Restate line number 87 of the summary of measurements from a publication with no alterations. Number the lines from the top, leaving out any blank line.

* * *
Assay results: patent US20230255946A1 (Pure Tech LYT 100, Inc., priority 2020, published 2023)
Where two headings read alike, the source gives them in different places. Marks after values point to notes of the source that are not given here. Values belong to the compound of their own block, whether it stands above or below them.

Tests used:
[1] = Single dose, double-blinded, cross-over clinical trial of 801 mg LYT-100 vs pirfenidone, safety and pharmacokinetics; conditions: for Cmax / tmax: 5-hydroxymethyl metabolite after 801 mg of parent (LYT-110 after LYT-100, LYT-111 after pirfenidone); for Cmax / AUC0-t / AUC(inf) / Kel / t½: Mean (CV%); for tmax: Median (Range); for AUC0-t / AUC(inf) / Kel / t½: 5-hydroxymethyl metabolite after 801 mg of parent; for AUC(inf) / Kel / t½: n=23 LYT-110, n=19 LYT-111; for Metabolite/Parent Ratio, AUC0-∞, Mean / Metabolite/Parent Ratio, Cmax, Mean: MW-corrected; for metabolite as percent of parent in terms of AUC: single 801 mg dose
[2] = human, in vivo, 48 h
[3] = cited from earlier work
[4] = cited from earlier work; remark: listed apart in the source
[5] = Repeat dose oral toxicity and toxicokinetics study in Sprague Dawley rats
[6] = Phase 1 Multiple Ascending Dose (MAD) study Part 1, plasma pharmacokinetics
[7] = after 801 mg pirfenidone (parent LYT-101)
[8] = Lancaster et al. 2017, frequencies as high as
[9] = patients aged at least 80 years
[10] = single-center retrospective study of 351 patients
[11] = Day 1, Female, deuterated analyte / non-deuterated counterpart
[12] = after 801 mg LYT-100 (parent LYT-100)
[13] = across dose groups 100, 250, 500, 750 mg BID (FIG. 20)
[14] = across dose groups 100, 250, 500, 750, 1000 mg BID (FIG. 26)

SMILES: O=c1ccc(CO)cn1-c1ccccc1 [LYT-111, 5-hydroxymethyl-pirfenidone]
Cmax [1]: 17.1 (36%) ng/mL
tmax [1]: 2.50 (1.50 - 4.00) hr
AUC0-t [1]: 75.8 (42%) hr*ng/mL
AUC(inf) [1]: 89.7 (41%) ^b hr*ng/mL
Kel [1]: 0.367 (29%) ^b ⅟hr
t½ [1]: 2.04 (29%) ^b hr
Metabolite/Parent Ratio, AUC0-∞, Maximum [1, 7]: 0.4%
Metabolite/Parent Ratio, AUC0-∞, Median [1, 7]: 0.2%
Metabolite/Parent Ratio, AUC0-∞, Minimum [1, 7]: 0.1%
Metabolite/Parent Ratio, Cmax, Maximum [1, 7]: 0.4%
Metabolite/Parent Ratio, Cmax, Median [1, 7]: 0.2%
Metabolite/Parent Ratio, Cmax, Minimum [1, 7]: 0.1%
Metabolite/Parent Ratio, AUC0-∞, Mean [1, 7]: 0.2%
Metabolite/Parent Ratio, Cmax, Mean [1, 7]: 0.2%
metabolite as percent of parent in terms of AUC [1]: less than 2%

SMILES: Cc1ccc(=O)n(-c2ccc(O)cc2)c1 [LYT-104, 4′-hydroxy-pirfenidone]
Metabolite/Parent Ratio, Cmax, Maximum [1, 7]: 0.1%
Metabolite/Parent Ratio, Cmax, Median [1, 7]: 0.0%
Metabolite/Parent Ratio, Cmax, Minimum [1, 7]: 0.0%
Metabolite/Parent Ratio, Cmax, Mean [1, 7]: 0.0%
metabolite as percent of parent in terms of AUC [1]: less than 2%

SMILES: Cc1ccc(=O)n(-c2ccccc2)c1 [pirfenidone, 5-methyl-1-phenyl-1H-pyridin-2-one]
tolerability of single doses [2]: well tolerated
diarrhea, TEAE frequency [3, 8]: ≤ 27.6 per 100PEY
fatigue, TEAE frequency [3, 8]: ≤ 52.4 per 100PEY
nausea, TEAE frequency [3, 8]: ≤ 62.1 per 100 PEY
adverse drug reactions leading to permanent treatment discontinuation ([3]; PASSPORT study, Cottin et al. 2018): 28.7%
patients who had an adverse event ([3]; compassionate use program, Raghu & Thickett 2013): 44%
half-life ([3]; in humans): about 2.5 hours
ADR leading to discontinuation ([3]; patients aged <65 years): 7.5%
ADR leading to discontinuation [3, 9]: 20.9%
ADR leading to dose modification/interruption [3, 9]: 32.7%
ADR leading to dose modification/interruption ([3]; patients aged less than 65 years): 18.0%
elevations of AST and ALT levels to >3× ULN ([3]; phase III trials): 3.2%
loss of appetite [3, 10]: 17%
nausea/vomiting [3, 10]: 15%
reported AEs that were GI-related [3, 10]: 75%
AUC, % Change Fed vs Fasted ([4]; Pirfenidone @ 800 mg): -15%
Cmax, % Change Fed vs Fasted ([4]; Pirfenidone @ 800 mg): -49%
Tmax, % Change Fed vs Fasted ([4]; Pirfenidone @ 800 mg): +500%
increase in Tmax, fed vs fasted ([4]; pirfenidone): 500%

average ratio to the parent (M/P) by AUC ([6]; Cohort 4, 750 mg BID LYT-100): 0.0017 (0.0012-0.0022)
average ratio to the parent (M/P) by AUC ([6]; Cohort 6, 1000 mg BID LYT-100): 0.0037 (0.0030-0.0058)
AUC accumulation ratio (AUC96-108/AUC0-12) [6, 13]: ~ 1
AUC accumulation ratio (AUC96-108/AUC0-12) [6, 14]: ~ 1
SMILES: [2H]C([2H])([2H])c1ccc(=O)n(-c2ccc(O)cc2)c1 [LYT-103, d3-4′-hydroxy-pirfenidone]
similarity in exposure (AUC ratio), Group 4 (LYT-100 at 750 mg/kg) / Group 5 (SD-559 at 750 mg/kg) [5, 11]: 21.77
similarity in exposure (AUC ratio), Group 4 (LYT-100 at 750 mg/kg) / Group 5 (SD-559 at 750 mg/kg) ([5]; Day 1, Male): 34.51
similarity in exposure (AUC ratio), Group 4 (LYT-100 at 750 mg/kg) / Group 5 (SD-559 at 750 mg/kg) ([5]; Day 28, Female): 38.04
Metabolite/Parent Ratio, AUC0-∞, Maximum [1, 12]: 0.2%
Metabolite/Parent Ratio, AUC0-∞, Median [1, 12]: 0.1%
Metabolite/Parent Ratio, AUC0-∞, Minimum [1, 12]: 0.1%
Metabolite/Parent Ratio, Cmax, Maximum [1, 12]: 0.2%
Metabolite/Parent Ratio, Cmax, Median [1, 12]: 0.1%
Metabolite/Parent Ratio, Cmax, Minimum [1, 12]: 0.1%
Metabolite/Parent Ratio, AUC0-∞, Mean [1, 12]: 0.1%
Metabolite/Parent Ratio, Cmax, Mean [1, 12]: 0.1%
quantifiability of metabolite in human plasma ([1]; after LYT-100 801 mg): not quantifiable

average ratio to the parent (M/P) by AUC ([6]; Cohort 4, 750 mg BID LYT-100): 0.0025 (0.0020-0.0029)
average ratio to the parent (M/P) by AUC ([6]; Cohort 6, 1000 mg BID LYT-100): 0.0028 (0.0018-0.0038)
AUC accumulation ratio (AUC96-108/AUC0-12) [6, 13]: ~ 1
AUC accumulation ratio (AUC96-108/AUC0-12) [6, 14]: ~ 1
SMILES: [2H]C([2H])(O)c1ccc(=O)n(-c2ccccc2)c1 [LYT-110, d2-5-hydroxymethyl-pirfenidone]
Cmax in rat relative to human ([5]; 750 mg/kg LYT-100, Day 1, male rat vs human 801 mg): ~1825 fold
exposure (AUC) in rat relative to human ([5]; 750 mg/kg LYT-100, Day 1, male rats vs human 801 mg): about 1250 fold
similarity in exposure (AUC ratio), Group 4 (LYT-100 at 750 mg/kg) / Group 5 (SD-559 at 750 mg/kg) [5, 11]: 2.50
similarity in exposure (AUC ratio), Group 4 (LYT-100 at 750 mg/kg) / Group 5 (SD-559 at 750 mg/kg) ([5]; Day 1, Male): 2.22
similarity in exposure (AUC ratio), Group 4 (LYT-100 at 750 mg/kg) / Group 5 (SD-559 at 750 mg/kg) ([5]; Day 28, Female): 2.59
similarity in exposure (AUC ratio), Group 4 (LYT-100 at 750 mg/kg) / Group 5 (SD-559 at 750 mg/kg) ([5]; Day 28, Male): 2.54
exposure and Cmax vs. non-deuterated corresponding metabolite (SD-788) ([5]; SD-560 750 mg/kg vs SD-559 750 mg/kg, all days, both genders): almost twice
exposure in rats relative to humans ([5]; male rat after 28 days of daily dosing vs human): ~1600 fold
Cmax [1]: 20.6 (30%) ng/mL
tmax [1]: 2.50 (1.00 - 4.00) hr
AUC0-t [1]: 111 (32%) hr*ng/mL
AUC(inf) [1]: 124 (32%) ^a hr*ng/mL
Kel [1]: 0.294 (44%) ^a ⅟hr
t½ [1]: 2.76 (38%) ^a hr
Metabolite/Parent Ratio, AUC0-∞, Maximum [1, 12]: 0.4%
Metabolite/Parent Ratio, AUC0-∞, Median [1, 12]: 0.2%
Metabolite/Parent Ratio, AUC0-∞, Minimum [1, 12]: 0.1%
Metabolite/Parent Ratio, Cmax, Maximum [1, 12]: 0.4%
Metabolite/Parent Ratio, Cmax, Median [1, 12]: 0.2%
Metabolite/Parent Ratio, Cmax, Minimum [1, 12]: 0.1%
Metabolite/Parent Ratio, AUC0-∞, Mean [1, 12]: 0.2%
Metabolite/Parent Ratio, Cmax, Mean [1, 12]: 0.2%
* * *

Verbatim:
similarity in exposure (AUC ratio), Group 4 (LYT-100 at 750 mg/kg) / Group 5 (SD-559 at 750 mg/kg) ([5]; Day 28, Male): 2.54